The Tafl Family


Games of the Tafl family are distinguished by the unequal size of the opposing forces. The objective is usually for the force of fewer numbers to take all the members of the larger forces whose aim is generally to stop them doing so.

A fragment of a gaming board of 18 x 18 squares, found in Wimose, Fyn, Denmark dated prior to AD400 is the first evidence of a game called Tafl, which also regularly appears in the early Icelandic sagas.

Tafl apparently developed into Hnefatafl (which literally translates as 'Kings Table'), which was played by the Saxons as well as other Northern Europeans on the same size board and which is mentioned in Icelandic sagas from the beginning of the fourteenth century. The Vikings took the game with them on their forages which helped it to spread far and wide. A Latin text written during the reign of King Athelstan (AD 925-40) describes the Saxon form of Hnefatafl which was played in England at the time. It was most popular in Northern Europe during the dark ages until Chess started to take over during the 11th Century and the last references to it being played are in Wales in 1587 and in Lappland in 1723. It isn't known exactly how either Tafl or Hnefatafl were played.

Evidence shows that the game of Tablut, described by a traveller called Linnaeus during his trip to Finland in 1732, is likely to have been very similar to Hnefatafl. It is played on a 9 x 9 board with one player controlling a King who starts in the centre and who is supported by eight blonde Swedes versus the other player who moves sixteen dark Muscovites. All pieces move orthogonally like a Rook in Chess, one players objective being to move the King to one of the corners, the others to take the King.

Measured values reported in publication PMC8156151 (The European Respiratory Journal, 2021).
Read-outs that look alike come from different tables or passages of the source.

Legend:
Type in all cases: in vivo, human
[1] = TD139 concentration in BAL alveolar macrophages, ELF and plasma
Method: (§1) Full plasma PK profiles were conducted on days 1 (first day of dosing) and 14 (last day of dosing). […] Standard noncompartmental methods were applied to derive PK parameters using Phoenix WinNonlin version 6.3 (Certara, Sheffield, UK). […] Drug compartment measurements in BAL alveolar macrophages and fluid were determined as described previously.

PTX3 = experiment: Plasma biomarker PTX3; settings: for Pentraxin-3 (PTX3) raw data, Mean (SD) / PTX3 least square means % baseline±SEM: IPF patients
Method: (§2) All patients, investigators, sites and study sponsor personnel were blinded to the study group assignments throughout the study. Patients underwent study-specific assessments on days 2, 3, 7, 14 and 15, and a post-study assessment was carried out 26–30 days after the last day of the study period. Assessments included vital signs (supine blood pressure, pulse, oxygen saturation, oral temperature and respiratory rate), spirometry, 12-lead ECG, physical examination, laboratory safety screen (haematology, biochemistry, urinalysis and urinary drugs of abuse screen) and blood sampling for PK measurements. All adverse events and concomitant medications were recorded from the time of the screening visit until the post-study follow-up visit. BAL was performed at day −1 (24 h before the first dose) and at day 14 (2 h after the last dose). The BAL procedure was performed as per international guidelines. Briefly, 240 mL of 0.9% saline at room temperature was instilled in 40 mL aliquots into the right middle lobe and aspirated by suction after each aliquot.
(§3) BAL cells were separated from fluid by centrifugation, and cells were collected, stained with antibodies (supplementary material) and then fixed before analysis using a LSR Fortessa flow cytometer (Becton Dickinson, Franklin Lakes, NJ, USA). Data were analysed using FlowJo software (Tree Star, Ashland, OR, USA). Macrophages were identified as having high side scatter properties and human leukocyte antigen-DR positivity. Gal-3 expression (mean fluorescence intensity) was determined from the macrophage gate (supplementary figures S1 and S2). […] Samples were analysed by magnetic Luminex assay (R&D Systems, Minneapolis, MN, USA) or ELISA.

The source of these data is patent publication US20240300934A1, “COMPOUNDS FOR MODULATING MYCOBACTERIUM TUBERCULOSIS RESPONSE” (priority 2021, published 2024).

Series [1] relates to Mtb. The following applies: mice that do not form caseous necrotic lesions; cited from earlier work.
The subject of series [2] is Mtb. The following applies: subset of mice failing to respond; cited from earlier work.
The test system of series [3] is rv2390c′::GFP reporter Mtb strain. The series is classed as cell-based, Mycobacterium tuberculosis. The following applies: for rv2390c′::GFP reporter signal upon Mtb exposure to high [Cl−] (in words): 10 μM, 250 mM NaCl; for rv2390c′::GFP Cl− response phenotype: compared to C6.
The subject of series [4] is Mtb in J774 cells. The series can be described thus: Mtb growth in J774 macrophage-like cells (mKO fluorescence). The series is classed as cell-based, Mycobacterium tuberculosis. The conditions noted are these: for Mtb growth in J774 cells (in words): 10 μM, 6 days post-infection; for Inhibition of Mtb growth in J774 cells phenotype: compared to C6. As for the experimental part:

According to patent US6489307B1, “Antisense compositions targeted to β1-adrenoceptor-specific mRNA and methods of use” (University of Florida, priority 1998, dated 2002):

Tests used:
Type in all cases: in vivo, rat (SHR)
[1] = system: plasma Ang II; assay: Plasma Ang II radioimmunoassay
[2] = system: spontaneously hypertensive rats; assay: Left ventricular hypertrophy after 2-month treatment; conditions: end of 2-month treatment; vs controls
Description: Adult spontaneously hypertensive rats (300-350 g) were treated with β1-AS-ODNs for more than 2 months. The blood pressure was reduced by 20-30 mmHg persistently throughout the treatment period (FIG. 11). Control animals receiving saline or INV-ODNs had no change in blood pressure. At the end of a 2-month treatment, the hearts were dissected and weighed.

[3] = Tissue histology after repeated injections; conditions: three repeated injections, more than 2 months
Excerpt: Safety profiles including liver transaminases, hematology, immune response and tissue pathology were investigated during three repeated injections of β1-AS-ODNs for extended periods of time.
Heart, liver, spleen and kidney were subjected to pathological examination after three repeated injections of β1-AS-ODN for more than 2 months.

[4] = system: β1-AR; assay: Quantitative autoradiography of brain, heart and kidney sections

The Tablut game shown is a modern commercially available representation of Tablut from the author's collection.

Fox and Geese

Fox and Geese is a descendant of Tafl played on a cross shaped board. The first probable reference to an ancestor of the game is that of Hala-Tafl, the Fox Game which is mentioned in the Icelandic saga 'Grettis' which is believed to have been written after AD 1300 by a priest living in the North of the country. The next probable reference is in the accounts of the Royal Household of Edward IV of England (AD 1461-1483) for the purchase of two foxes and twenty-six hounds of silver over-gilt for two sets of Marelles. Finally, it has been suggested that a game called Freystafl which is mentioned in the later Iceland sagas might be one and the same as Fox and Geese.
IcelandicFoxGeese.jpg (39252 bytes)The picture shows a 19th century Icelandic Fox and Sheep board in the Skogar Folk Museum, Southern Iceland. The sheep are made of sheep bone. Not sure what the fox is made of - could it be fox bone?
To the right is an attractive modern rendition of the game from the author's collection.


The popular modern game of Solitaire is played on a Fox and Geese board. The game was supposedly invented by a French count who was incarcarated in prison. Solitaire was brought to England in the eighteenth century.

Shown are the author's two matching Solitaire boards.

Similar games are found in Southern Asia but these are not of the Tafl group being descended from a separate source. Two examples are Cows and Leopards from Ceylon and Tigers and Goats, the National Game of Nepal.


King's Table: Game of the Noble Scandinavians A well written and colourfully illustrated guide to the Tafl family

A large and extremely impressive detailed overview of rules and variations of Hnefatafl by Sten Helmfrid

Expomedia's Tablut You can play Tablut on-line. Or else you can buy and download a version to play on your PC.

Bagha Chal - Tigers and Goats, The national game of Nepal

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